Royal Dutch Shell Plc  .com Rotating Header Image Russian chill cast doubts over new oil investment

Published: 04/06/2007 12:00 AM (UAE)

London: A frostier climate for private investors in Russia, holder of the world’s largest natural gas reserves, is likely to stop oil firms from pressing ahead with new projects there.

BP’s Russian venture is facing the loss of the licence for the Kovykta gas field. The move follows Kremlin pressure on projects involving companies like Royal Dutch Shell and Total.

“The big oil companies haven’t been doing much new in Russia, they have been seeking to hang on to what they’ve already got rather than signing new deals,” said Julian Lee, analyst at the Centre for Global Energy Studies.

“Private investors generally are finding life more difficult. There’s a lack of clarity for investors.”

Russia’s vast resources of oil and gas have prompted Western oil firms, facing increasing difficulties in gaining access to large sources of new reserves, to flock to Russia.

Now, the companies are finding the climate increasingly tricky and, in a shift in tone, some are indicating that new investment might be shelved.

ExxonMobil CEO Rex Tillerson said on Wednesday his company would likely need more clarity as to how Russia plans to treat foreign investors before it considers any new projects there.

Tillerson, whose company holds a stake in Russia’s Sakhalin-1 oil and gas venture, said the country is still going through the process of deciding what sort of control it wants to assert over its natural resources.

“Until that process is complete, my guess is it wouldn’t be real clear as to how we’d participate,” Tillerson said, speaking at a news conference after the company’s annual meeting.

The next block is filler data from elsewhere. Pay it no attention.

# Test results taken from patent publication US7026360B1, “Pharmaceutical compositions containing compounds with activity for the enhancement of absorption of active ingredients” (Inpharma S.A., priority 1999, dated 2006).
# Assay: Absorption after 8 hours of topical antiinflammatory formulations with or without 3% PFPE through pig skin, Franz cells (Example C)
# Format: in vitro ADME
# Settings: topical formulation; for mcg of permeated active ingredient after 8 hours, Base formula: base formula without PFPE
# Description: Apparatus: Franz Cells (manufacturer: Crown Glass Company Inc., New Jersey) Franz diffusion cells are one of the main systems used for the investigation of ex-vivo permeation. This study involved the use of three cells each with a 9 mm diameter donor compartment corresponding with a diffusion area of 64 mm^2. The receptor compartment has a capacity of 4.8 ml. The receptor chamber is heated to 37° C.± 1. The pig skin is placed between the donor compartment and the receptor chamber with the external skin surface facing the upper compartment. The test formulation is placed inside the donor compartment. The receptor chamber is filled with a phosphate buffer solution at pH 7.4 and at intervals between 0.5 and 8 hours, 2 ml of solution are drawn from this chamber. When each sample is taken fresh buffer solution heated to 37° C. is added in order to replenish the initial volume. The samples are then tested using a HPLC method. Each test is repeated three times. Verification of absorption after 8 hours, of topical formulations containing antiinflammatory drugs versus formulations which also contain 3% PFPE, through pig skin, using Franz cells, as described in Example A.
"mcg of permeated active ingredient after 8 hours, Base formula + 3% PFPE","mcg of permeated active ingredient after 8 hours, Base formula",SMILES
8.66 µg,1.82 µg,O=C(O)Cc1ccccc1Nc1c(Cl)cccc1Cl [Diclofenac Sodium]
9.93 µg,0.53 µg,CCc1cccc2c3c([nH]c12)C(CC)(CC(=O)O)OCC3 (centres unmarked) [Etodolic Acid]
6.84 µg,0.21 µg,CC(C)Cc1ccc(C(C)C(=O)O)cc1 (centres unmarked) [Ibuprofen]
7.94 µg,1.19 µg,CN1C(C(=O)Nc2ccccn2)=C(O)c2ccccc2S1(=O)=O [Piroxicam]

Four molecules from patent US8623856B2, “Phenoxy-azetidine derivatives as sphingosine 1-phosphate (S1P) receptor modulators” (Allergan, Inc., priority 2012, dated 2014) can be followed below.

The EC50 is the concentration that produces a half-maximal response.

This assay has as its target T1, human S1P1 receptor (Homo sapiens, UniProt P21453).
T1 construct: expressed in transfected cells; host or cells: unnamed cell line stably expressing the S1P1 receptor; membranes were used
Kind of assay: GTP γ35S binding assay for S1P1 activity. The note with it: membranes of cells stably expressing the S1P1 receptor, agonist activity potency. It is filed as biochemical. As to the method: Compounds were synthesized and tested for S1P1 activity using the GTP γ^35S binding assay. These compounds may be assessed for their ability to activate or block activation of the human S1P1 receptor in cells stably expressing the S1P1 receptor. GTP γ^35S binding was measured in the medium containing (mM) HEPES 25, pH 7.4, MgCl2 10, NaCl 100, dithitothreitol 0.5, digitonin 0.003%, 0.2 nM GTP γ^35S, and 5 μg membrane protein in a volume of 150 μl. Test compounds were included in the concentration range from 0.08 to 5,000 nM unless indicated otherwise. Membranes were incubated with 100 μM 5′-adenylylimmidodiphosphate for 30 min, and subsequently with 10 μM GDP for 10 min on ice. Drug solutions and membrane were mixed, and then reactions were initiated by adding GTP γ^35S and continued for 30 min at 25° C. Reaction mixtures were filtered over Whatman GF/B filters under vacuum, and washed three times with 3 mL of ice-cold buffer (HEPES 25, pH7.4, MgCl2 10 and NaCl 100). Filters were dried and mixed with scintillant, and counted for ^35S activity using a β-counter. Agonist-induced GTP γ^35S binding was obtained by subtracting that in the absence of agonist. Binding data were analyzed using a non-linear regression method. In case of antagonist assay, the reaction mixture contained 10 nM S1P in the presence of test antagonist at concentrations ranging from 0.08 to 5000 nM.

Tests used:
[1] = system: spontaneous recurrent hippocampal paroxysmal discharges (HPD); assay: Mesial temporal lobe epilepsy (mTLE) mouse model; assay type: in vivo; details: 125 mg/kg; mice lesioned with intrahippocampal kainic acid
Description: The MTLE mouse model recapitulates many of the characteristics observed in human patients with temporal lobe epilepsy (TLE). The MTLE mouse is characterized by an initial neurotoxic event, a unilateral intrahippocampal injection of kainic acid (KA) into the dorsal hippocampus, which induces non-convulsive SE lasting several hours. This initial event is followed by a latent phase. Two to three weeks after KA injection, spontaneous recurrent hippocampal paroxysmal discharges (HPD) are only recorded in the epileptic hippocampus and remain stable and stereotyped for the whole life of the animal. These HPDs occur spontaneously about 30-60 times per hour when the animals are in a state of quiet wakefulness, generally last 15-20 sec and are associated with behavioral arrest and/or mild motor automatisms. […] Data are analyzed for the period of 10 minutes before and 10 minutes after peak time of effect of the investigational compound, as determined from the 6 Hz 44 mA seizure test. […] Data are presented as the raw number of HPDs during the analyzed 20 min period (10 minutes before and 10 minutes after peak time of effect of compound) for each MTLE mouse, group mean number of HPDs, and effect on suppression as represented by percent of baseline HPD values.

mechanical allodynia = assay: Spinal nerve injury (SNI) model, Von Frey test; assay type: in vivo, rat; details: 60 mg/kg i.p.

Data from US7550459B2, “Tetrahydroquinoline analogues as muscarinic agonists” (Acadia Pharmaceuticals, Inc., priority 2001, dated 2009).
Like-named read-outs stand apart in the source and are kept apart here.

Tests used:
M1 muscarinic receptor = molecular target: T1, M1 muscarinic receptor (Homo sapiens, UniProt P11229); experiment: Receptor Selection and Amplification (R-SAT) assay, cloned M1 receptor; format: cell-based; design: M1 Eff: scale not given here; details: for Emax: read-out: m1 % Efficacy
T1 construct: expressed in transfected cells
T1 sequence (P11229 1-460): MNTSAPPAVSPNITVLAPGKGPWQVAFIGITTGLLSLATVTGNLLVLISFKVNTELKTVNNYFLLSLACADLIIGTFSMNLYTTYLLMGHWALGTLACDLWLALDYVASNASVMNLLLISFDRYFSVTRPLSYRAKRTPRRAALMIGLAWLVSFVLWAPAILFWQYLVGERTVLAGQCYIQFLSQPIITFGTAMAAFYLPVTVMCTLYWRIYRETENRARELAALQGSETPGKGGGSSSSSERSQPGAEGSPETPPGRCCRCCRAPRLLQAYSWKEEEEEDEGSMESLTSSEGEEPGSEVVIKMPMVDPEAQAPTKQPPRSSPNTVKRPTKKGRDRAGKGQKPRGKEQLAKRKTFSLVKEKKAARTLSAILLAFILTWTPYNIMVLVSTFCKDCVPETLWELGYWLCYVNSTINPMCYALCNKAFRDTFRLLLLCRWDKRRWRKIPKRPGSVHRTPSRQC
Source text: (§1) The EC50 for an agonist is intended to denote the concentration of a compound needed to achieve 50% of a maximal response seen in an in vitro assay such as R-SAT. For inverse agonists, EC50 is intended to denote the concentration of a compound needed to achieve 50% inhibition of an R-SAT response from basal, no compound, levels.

Russia’s licensing agency on Friday postponed taking a decision whether to strip BP’s venture of the Kovykta licence by two weeks, a news agency reported.

Interfax agency quoted an unnamed source as saying the decision was postponed “due to the complexity of the issue”.

A withdrawal of the licence would not spell disaster for BP but would raise doubts about the future growth of its Russian venture TNK-BP, investors said last week.


“It casts a shadow over their ability to implement any greenfield projects in Russia, which will be important if they want to grow TNK-BP’s output,” said Ivor Pether, who manages $2 billion at Royal London Asset Management.

The battle for the $20 billion field follows state pressure on Shell’s Sakhalin-2 project last year and some analysts see it as part of a Kremlin move to consolidate major energy resources under state control.

For its part, Russia says it is not singling out foreign investors.

“Our approach to foreign and domestic investors is exactly the same,” Energy Minister Viktor Khristenko told reporters at an energy conference in Paris on Thursday.

While Exxon’s Tillerson said the situation needed more clarity, his counterpart at Shell said on January 26 that the company would continue to seek new business in Russia.

Jeroen van der Veer told reporters at the World Economic Forum in Davos that Russia had “a lot of oil, a lot of gas and we happen to know something about it.

“We will continue to look at all opportunities that we have and might be possible,” he added. and its sister websites,,,,, and are all owned by John Donovan. There is also a Wikipedia article.

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